- Site compounds are susceptible to fire because of: temporary heaters, smoking, intermittent occupation, clothes drying, waste packaging, old newspapers, etc. Additional checks should be in position prior to leaving the site compound.
- Short-term heaters must be appropriately installed in a safe position and have guards fixed. Heaters should not be left unoccupied.
- High-intensity lights should not be hidden or placed near flammable material. They must be firmly fixed to stop them from falling over. Treat them as though they are heaters.
- Do not smoke in areas of high fire risk or chosen ‘no smoking’ areas. Dispose of matches and cigarette butts cautiously.
- Control all hot works by a permit to work system to make certain that risks are effectively controlled.
- Before beginning hot works make sure the nearby region is free of flammable material. Non-removable items must be covered with heat-proof blankets. Don’t underrate how far radiant heat and sparks can travel.
- Stop hot work at least 1 hour before the end of the shift, with fire checks at 30-minute interludes and up to and as well as 1 hour after the conclusion of the work.
Always have suitable fire extinguishers readily to hand and a fire and emergency plan in place. Ensure this forms part of the induction procedure for all site operatives
Ensure that everyone knows their part in the fire safety plan. Know where extinguishers are and how to use them. Know the evacuation procedure and escape routes.
Download the Infographic
Photo of the day: Construction Site Fire safety
- Your steps to chemical safety
- H2S Gas and how to handle its Emergency
- Photo of the day: Importance of Mock drill and Fire Action Emergency Procedure
- Photo of the day: Choosing the Right Face Mask and the difference between a respirator and face mask
- Photo of the day: Confined space safety Precautions
- Breath Safely: The Proper Use of Respiratory Protection
- Photo of the day: Electric shock survival
- Photo of the day: Chemical Spill Emergency Response
- Photo of the day: Construction Site fire Safety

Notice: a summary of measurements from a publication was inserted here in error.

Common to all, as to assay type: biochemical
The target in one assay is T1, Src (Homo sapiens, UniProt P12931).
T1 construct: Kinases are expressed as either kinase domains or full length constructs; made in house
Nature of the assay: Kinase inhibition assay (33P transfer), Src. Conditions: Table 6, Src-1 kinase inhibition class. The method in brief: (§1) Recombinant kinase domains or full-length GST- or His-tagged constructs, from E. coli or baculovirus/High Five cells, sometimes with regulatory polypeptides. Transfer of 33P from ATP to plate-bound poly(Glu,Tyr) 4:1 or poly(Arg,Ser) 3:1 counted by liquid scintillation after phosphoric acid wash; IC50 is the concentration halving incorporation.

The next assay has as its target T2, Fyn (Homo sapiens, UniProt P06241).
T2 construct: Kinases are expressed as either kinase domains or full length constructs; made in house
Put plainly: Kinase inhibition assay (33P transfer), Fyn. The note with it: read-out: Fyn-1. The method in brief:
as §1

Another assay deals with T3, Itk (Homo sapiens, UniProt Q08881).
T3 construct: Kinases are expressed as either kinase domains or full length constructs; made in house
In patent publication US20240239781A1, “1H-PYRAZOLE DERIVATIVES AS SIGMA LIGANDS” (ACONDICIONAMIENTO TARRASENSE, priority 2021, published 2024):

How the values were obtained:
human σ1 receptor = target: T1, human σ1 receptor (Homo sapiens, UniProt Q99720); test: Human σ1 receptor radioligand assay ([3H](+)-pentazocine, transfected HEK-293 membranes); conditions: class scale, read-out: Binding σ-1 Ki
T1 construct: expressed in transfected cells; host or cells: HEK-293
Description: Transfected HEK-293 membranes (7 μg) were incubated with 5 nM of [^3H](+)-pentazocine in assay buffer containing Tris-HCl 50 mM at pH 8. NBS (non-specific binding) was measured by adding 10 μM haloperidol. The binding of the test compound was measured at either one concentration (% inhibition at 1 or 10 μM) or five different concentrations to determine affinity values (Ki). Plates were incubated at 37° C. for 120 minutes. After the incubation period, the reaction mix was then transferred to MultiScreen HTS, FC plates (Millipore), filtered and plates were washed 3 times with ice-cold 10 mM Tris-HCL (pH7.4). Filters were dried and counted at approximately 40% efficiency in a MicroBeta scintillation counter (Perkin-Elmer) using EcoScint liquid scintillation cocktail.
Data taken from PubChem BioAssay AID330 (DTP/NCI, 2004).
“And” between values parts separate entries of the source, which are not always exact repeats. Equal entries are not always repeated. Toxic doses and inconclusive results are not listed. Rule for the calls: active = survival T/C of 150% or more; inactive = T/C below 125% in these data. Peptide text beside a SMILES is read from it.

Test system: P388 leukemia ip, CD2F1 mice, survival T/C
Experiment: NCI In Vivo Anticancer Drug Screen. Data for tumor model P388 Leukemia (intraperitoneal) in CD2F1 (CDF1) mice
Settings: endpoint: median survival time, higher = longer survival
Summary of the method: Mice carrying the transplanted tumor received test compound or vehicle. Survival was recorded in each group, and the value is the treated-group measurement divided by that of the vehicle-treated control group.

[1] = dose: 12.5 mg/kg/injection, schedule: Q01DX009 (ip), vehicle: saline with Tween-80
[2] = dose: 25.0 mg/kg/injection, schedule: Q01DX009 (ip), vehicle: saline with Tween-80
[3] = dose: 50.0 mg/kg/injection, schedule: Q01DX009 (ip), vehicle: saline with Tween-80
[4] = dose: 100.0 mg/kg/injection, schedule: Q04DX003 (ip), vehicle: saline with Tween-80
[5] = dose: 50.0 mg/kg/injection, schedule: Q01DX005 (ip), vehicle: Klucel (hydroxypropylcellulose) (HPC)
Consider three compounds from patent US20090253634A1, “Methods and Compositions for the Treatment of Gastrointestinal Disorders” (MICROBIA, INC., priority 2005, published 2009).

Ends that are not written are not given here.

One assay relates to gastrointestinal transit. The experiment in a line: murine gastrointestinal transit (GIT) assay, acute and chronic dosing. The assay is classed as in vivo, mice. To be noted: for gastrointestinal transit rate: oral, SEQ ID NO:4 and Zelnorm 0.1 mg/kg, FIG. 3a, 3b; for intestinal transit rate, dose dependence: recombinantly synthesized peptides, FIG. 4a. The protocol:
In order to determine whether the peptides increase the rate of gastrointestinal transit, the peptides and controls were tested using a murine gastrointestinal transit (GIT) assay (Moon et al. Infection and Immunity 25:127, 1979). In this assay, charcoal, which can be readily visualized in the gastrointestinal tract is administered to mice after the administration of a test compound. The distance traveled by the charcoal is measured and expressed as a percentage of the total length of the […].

- Photo of the day: Confined Space rescue
- Photo of the day: Conveyors Safety Tips
- Photo of the day: 5 Essential outcomes of an effective leadership survey process
- Photo of the day: Safe Lifting at work
- Photo of the day: 5 Ways to Reinforce Commuting With Positive Reinforcement
- Photo of the day: Eyes on the Road The challenges of safe driving
- Photo of the day: Overhead powerline safety
- Photo of the day: Top10 Injuries in office work
- Photo of the day: You can prevent workplace Falls
- Photo of the day: 8 Basic steps to wear a safety harness
- Photo of the day: Ladder Safety Tips
- Photo of the day: Fire Emergency
- Photo of the day: Glove Safety
- Photo of the day: A mistake you see your mistake too
- Photo of the day: Most common safety incidents in the workplace
- Photo of the day: Fire Safety checklist for workplace
- Photo of the day: How to Avoid the Fatal Four
- Photo of the day: What is the line of fire
- Photo of the day: workplace Hazards
- Photo of the day: Fostering Engagement at the front line
- Photo of the day: FrontLine supervisors are the LINCHPINS of safety
- Photo of the day:5 keys for effective Self-Management in lone worker safety
- Photo of the day:7 Ineffective Safety Practices (And What To Do Instead)
- Photo of the day:5-Signs your Near-Miss Reporting is failing
- Photo of the day: 10 Elements of Successful Behavior-Based Safety Program
- Photo of the day: Tracking Near Miss Incidents
- Photo of the day: What Doesn’t kill you makes you stronger
- Photo of the day: 5 Tips to keep your Crew Healthy and safe at work
- Photo of the day: DO’S and DON’TS of Working At Heights
- Photo of the day: Why is PPE important?
- Photo of the day: Unsafe Conditions
- Photo of the day: Safety Leader
- Photo of the day: Outline Safety observations
- Photo of the day: What are the hazards
- Photo of the day: Hand safety Facts
- Photo of the day: Identify the Hazards